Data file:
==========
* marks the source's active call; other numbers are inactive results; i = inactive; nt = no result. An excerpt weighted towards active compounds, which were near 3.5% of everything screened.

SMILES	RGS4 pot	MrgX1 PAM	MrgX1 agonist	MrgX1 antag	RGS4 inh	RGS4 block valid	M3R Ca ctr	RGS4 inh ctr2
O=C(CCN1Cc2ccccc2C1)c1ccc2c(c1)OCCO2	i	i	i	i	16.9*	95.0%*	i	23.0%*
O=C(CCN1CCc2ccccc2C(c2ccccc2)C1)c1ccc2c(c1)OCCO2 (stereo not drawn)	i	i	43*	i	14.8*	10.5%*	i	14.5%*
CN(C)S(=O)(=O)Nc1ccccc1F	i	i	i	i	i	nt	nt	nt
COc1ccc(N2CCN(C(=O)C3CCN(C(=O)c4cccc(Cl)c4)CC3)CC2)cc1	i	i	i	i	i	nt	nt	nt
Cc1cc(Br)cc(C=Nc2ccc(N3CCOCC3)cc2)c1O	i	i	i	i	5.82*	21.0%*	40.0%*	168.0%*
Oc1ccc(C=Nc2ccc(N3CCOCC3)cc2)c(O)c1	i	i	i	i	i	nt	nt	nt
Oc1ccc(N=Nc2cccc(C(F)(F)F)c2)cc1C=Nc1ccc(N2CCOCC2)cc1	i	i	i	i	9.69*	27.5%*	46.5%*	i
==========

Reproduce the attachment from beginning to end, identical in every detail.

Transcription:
* marks the source's active call; other numbers are inactive results; i = inactive; nt = no result. An excerpt weighted towards active compounds, which were near 3.5% of everything screened.

SMILES	RGS4 pot	MrgX1 PAM	MrgX1 agonist	MrgX1 antag	RGS4 inh	RGS4 block valid	M3R Ca ctr	RGS4 inh ctr2
O=C(CCN1Cc2ccccc2C1)c1ccc2c(c1)OCCO2	i	i	i	i	16.9*	95.0%*	i	23.0%*
O=C(CCN1CCc2ccccc2C(c2ccccc2)C1)c1ccc2c(c1)OCCO2 (stereo not drawn)	i	i	43*	i	14.8*	10.5%*	i	14.5%*
CN(C)S(=O)(=O)Nc1ccccc1F	i	i	i	i	i	nt	nt	nt
COc1ccc(N2CCN(C(=O)C3CCN(C(=O)c4cccc(Cl)c4)CC3)CC2)cc1	i	i	i	i	i	nt	nt	nt
Cc1cc(Br)cc(C=Nc2ccc(N3CCOCC3)cc2)c1O	i	i	i	i	5.82*	21.0%*	40.0%*	168.0%*
Oc1ccc(C=Nc2ccc(N3CCOCC3)cc2)c(O)c1	i	i	i	i	i	nt	nt	nt
Oc1ccc(N=Nc2cccc(C(F)(F)F)c2)cc1C=Nc1ccc(N2CCOCC2)cc1	i	i	i	i	9.69*	27.5%*	46.5%*	i